For other companies considering applying, the website specifies that accepted startups are not only “innovative and forward-thinking,” but use “progressive healthcare and pharmaceutical process[es].” They can also include mobile apps, services, wearables, medical devices, diagnostic kits, software, and hardware. So what kinds of projects is Bayer funding? Here are the five in Grants4App’s first round as an accelerator:
Cortrium has developed a wearable sensor that uses electrodes to track metrics like electrocardiography (ECG II and III), heart rate, respiratory rate, skin surface temperature, heart rate recovery, sleep analysis, heart rate variability, physical activity level, and body position and motion. The device transmits the information to the user’s smartphone, and a cloud service enables a physician to track the user’s metrics. Future version of the device will also measure blood pressure and blood oxygen level.
PharmaAssistant has developed SmartBottles for prescriptions, which provide visual and audio alarms to remind patients to take their medications. A monitoring service enables family members to check if the medications have been taken, or receive notifications if something is wrong. An app, compatible with both Android and iOS devices, can also alert users to potential interactions between medications.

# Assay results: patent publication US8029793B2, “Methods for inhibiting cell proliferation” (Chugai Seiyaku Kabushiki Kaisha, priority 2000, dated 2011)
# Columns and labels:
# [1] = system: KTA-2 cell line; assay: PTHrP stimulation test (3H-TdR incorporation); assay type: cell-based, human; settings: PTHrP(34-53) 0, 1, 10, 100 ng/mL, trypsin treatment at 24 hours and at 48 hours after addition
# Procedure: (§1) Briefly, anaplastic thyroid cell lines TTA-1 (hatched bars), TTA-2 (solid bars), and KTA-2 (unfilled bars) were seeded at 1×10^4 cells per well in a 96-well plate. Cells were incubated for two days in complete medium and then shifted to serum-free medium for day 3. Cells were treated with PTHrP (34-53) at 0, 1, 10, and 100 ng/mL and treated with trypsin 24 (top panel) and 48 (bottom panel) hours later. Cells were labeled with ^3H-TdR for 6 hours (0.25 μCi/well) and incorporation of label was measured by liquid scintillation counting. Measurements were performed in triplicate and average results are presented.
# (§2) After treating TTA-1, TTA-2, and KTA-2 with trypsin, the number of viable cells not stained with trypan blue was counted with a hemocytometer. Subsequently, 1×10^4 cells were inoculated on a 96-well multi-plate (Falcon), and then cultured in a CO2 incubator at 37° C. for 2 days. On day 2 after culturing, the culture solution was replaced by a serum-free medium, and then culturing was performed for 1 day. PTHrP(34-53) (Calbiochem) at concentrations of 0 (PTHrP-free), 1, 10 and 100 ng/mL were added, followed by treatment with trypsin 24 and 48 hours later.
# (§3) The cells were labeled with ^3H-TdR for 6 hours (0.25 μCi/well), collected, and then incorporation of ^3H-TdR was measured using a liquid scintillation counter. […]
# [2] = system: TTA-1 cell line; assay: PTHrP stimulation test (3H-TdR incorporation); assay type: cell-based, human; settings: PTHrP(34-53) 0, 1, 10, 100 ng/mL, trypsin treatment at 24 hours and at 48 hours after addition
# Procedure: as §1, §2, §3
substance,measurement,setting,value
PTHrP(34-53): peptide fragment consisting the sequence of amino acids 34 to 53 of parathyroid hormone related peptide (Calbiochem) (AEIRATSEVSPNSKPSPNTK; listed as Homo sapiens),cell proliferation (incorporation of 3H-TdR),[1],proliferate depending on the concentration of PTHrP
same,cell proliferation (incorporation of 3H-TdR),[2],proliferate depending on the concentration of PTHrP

FabUlyzer is a wearable device that uses nano-sensors to smell the user’s breath to give them information about their body. Using an app, the user enters their plans for exercise, performs the activity, and then blows into the sensor to learn how much fat they’ve burned.
Parica is developing contactless detection systems to analyze vital signs, and warn physicians if problems are detected.
CardiMoni is an app to detect irregular heart rate and rhythms by using clinically validated algorithms. The app reportedly won’t need “additional hardware” to diagnose heart rhythm disorders. Qompium, the company behind it, aims to put “a doctor in your pocket” by enabling users to get clinical feedback from physicians from their smartphone.
Is Bayer’s program a good choice for healthcare tech startups?
This round of Grants4Apps is functioning as a test, and Bayer will likely need to see what happens in the next three and a half months to figure out whether the program will continue in the same direction. That said, it’s hard to know this early if the accelerator will be successful in launching successful businesses. Grants4Apps represents a growing trend toward corporate accelerators, which as a group are ultimately unlikely to be good for startups because they’ll have too much influence on the applications of a given technology, and which companies buy a startup’s product.
In the short term, these corporate accelerators are good at connecting the sponsoring company with new ideas and of course at financially supporting new startups. With Bayer’s Grants4Apps, it’s good that the startups don’t have an obvious connection to the corporation’s main business. It would be better for them to stay that way than to see the next edition of the accelerator filled with startups that are very obviously producing a product that Bayer would want, but we’ll have to wait to see what the five startups and Bayer announce on Demo Day to find out what happens next.